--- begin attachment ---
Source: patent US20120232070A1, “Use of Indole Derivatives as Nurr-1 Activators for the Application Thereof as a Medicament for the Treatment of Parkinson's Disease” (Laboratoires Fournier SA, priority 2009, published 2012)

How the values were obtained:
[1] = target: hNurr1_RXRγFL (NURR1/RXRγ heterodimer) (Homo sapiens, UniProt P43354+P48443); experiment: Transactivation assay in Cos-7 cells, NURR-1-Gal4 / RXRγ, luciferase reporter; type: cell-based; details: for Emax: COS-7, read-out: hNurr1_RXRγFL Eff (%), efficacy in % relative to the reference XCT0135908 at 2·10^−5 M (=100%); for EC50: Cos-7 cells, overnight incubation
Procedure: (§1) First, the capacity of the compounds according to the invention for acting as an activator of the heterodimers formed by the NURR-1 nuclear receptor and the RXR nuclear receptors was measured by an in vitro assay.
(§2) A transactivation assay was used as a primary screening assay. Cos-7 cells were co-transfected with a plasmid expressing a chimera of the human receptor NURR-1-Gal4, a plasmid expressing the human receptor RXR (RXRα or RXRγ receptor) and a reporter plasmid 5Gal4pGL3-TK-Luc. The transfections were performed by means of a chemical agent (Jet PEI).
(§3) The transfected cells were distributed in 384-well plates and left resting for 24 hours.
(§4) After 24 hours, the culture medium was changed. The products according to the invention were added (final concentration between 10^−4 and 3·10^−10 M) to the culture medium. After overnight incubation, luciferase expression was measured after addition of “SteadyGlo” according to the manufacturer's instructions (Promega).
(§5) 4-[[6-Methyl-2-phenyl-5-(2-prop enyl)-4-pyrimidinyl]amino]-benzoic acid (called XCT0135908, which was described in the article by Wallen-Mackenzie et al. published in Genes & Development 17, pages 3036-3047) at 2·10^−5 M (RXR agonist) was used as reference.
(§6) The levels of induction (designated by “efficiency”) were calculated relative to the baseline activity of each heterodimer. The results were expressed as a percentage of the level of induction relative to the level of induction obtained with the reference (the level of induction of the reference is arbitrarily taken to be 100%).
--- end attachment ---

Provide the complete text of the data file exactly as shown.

Source: patent US20120232070A1, “Use of Indole Derivatives as Nurr-1 Activators for the Application Thereof as a Medicament for the Treatment of Parkinson's Disease” (Laboratoires Fournier SA, priority 2009, published 2012)

How the values were obtained:
[1] = target: hNurr1_RXRγFL (NURR1/RXRγ heterodimer) (Homo sapiens, UniProt P43354+P48443); experiment: Transactivation assay in Cos-7 cells, NURR-1-Gal4 / RXRγ, luciferase reporter; type: cell-based; details: for Emax: COS-7, read-out: hNurr1_RXRγFL Eff (%), efficacy in % relative to the reference XCT0135908 at 2·10^−5 M (=100%); for EC50: Cos-7 cells, overnight incubation
Procedure: (§1) First, the capacity of the compounds according to the invention for acting as an activator of the heterodimers formed by the NURR-1 nuclear receptor and the RXR nuclear receptors was measured by an in vitro assay.
(§2) A transactivation assay was used as a primary screening assay. Cos-7 cells were co-transfected with a plasmid expressing a chimera of the human receptor NURR-1-Gal4, a plasmid expressing the human receptor RXR (RXRα or RXRγ receptor) and a reporter plasmid 5Gal4pGL3-TK-Luc. The transfections were performed by means of a chemical agent (Jet PEI).
(§3) The transfected cells were distributed in 384-well plates and left resting for 24 hours.
(§4) After 24 hours, the culture medium was changed. The products according to the invention were added (final concentration between 10^−4 and 3·10^−10 M) to the culture medium. After overnight incubation, luciferase expression was measured after addition of “SteadyGlo” according to the manufacturer's instructions (Promega).
(§5) 4-[[6-Methyl-2-phenyl-5-(2-prop enyl)-4-pyrimidinyl]amino]-benzoic acid (called XCT0135908, which was described in the article by Wallen-Mackenzie et al. published in Genes & Development 17, pages 3036-3047) at 2·10^−5 M (RXR agonist) was used as reference.
(§6) The levels of induction (designated by “efficiency”) were calculated relative to the baseline activity of each heterodimer. The results were expressed as a percentage of the level of induction relative to the level of induction obtained with the reference (the level of induction of the reference is arbitrarily taken to be 100%).